Inclusion criteria were: ■ Search terms included in the title or abstract ■ Studies from 2007 to 2017 ■ English language studies ■ European studies ■ Studies involving healthcare workers, hospitals ■ Studies that showed education, training and NSDs prevented
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■ Studies that showed a numerical reduction in NSIs ■ Studies that showed a statistical significant reduction in NSIs.
Exclusion criteria were: ■ Studies that showed only a reduction in NSIs without
including training of staff ■ Studies that did not show a reduction in NSIs (some studies
did not provide information on NSI reduction, but simply discussed the introduction of NSDs and/or training)
■ Studies that evaluated NSDs only (and did not include training)
■ Studies that evaluated training only (and did not include NSDs)
■ Non-European studies ■ Studies where the full text could not be obtained (two
studies were in Spanish and could not be translated in the time limit of the study)
■ Studies on blunt needles, double gloving, splashes and body fluid exposure risk
■ Studies involving reporting and evaluating NSIs ■ Studies evaluating costs of NSIs ■ Studies looking at risk factors for NSIs.
Nineteen articles were assessed against the inclusion criteria. Six were chosen for the study as they met the aim of this systematised review, to assess if training given to healthcare workers as well as the adoption of NSDs, has an impact on preventing NSIs. The six studies comprised five cohort studies and one randomised controlled trial (RCT) (van der Molen et al, 2011) (Table 1). Of the 19 studies, the following were excluded from the study: Falagas et al (2007), Lamontagne et al (2007), Little et al (2007), Prunet et al (2008), Wicker et al (2008a), Wicker et al (2008b), Brusaferro et al (2009), Costigliola et al (2012), Dante et al (2014), Frickman et al (2016), Ganczak et al (2016), Dulon et al (2017), and Bossi et al (2016).
Quality and bias assessment Empirical studies show that certain aspects of trials conducted are associated with bias (Higgins et al, 2011). It was important to assess the studies chosen for this review for bias. Those studies with a low or high risk of bias may result in inappropriate recommendations for practice or policy (Norris et al, 2011). To prevent this, a critical appraisal is recommended to identify which findings are most reliable (Higgins et al, 2011). To ensure this review acknowledged the risk of bias, the author used two quality screening tools. The Effective Public Health Practice Project (EPHPP) tool was used to assess the non-randomised studies for quality and bias, scrutinising six domains: selection bias, study design, confounders, blinding, data-collection methods and withdrawals/dropouts (Deeks et al, 2003). The Cochrane Collaboration’s tool for assessing risk of bias was utilised for the RCT (Higgins et al, 2011).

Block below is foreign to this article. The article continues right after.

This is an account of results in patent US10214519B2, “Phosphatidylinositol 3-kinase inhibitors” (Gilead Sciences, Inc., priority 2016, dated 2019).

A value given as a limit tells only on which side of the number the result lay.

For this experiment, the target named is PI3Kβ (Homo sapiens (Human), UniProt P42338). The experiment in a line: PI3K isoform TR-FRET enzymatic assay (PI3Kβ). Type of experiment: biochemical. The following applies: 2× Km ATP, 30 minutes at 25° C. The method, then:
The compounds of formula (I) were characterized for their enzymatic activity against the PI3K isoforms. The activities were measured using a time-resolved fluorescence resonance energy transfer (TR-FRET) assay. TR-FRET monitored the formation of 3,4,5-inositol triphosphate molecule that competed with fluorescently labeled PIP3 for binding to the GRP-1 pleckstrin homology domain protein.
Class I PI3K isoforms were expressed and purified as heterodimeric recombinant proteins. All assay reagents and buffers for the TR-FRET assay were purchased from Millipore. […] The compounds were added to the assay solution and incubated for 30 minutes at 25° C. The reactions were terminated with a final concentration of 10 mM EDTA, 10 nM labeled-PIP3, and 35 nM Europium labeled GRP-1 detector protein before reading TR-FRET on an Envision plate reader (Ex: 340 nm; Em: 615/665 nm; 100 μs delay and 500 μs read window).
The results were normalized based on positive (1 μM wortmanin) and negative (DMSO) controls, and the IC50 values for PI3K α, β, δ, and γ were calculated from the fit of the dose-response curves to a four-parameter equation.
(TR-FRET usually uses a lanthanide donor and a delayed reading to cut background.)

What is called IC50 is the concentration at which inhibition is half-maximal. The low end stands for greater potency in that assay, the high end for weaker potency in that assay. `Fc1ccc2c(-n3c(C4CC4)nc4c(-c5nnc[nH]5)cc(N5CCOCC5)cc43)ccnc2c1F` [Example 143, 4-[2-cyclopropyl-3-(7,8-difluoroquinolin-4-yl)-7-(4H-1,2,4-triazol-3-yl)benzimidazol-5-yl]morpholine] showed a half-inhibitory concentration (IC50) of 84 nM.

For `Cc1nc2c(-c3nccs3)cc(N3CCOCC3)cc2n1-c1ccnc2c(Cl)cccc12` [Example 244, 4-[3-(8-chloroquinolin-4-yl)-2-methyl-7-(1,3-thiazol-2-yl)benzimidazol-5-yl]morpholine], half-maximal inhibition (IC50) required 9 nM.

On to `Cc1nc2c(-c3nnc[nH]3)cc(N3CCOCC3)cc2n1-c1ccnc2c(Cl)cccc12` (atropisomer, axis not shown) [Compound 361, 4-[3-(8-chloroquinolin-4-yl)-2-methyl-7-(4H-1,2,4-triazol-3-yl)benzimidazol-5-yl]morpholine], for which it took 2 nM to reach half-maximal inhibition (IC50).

The EPHPP tool is used to assess study quality based on component ratings. According to this tool, a study assessed as ‘strong’ achieves four strong ratings and no weak ratings. A study assessed as ‘moderate’ has fewer than four strong ratings and one weak rating; and a weak study achieves two or more weak ratings. The EPHPP tool was chosen because
it had been recommended as suitable for non-randomised intervention studies (Deeks et al, 2003). The tool allows for the evaluation of study designs and provides clear guidance for assessment so that it could be applied and interpreted in a logical format. The tool’s validity and reliability has been tested in various studies (Thomas et al, 2004).
Box 1. Population, intervention, comparison, outcome (PICO) framework
P Population (healthcare workers, hospital, healthcare sector)
I Intervention (introduction of needle-safety devices and training, education, teaching, workshops)
C Comparison (no training and traditional sharps equipment)
O Outcome (rates of needlestick injuries)
In c lu
si o n c
S c re
e n in
e n ti
fi c a ti
In c lu
d e d
Search terms examples:
■ Preventing needlestick injuries ■ Training and education reduces needlestick injuries
■ Needle-safety devices prevent needlestick injuries
Records limit to:
■ Inclusion criteria words in title or abstract
■ Limit dates to 2007 to 2017
■ English language articles only included
HDAS records screened for eligibility (n=27)
Other sources of information: (n=23)
European studies assessed for inclusion criteria: (n=19)
European studies included in systematised review (n=6)
Records identified through Healthcare Database Advanced
Search (HDAS) searching (n=5757)
Records identified through:
■ BMJ Journal Collections (n=1)
■ Ganczak et al (2016) ■ Citation searching (n=3) ■ Existing systematic/ literature reviews on subject (n=13)
■ Prüss-Üstün et al (2005) ■ Health and Safety Executive (2016)
■ Beswick et al (2012) ■ Royal College of Nursing (2009; 2013)
■ NHS Employers (2015) ■ Loveday et al (2014)
Figure 1. Flowchart showing database search strategy and combination of results for identification of studies for inclusion in review